'Star Wars' translated into Navajo language for Fourth of July

navajo-auditions.jpgWhile I was looking into the night's tragic Arizona news, I stumbled across this pretty cool story. For more than ten years, some Navajos have been trying to get the original "Star Wars" dubbed into bizaad, the Navajo language. "The elements in ‘Star Wars’ parallel traditional Navajo belief,” said Manuelito Wheeler, director of the Navajo Nation Museum director. "The concept that stars and the universe are ideas that we’ve talked about for time immemorial, and the basic concept is Mother Earth and Father Sky." But many older Navajos had never seen the movie in English. To dub the film, Wheeler and his colleagues first had to overcome the challenges of translating the script — there is no direct translation for “May the force be with you.” Then they needed, and got, permission from George Lucas. Then they had to find some ace Navajo speakers who could fill the film's key parts. They tried casting the parts in LA, but weren't successful. So the casting call moved to Window Rock, on the Navajo Nation in Arizona. From AZCentral.com:

About 115 Navajos showed up. Some dressed as their favorites, complete with Princess Leia-like hair buns and light sabers. Some were young. Some old. They came from Gallup, N.M., Albuquerque, Tucson, Phoenix, Cottonwood and Page. Others came from the reservation communities of Tuba City, Lukachukai, Rough Rock, Chinle and Fort Defiance.

Some struggled with nerves while waiting in the museum lobby. Many wrinkled their foreheads in concentration. Others dabbed sweat off their faces with paper towels.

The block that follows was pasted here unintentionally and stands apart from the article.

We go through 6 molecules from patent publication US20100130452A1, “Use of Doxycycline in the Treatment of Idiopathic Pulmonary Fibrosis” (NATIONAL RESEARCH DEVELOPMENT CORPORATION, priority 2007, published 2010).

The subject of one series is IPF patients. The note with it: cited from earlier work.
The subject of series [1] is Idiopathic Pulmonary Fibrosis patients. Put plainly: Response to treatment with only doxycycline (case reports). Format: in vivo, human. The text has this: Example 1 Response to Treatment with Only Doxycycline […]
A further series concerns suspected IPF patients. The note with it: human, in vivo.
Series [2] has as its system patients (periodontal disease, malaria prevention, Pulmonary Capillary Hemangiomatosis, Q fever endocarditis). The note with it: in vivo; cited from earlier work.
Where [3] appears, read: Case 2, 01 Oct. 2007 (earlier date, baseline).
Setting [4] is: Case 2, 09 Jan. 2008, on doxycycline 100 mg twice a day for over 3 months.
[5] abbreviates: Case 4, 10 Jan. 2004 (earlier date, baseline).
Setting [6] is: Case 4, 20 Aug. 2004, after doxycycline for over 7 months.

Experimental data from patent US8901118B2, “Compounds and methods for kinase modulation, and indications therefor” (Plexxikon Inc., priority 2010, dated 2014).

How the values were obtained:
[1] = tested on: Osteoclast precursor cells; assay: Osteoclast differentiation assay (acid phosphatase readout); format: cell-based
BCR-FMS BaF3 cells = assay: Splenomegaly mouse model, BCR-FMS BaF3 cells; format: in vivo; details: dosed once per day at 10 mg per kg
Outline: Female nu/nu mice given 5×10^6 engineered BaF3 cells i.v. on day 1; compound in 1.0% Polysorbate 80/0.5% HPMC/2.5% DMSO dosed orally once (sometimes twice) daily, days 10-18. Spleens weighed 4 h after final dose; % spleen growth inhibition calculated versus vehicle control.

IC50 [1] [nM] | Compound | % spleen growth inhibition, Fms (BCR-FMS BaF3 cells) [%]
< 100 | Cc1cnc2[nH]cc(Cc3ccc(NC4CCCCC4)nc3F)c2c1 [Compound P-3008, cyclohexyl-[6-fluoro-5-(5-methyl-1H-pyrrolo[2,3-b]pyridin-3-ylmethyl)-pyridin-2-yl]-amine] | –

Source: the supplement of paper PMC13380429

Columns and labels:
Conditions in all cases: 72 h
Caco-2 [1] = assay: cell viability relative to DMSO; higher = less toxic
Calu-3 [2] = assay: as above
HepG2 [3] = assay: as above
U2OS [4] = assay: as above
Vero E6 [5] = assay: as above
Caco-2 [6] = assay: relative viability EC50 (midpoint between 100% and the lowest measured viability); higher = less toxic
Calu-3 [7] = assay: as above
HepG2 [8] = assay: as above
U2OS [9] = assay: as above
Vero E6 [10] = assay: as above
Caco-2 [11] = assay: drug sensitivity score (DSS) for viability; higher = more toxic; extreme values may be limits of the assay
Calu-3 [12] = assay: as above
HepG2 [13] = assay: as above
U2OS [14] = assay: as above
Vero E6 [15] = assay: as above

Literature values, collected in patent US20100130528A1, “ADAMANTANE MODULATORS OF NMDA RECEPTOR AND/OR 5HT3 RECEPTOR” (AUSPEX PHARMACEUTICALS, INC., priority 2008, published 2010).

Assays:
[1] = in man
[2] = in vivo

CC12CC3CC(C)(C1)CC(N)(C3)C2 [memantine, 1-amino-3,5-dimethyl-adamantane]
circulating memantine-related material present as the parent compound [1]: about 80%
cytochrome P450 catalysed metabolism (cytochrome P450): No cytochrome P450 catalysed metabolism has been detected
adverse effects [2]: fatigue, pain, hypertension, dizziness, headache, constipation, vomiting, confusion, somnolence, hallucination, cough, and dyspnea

One of those who auditioned was Marshale Natonabah, 54, who took a break from shearing sheep in the Chuska Mountains near Crystal, N.M.

He jumped into a 1997 Chevrolet pickup truck and drove about 50miles to the museum to give Diné Bizaad — the Navajo language — to Obi-Wan Kenobi, the only character he remembered from watching “Star Wars” on TV.


Jolyana Begay, the Phoenix Indian Center’s program manager for language and culture, tried out unsuccessfully for Princess Leia.

The 32-year-old parted her long, dark hair into ponytails, rolled them into buns and pinned them to the sides of her head. She read Leia’s conversation with Grand Moff Tarkin following Leia’s capture.

One of the challenges, Begay said, included shortening the Navajo translation to fit the English version on screen.

“The difficulty is the Navajo language is very descriptive, and there are so many different ways to say certain things,” Begay said.

Leia is being played by Clarissa Yazzie, who modeled her mother's sarcasm to play the part. Marvin Yellowhair, 54, said he was a “born Darth Vader" and got the part. More in the story, with videos of the selected. "Star Wars" debuts in Navajo on July 3 in Window Rock. Terry Teller is Luke Skywalker:

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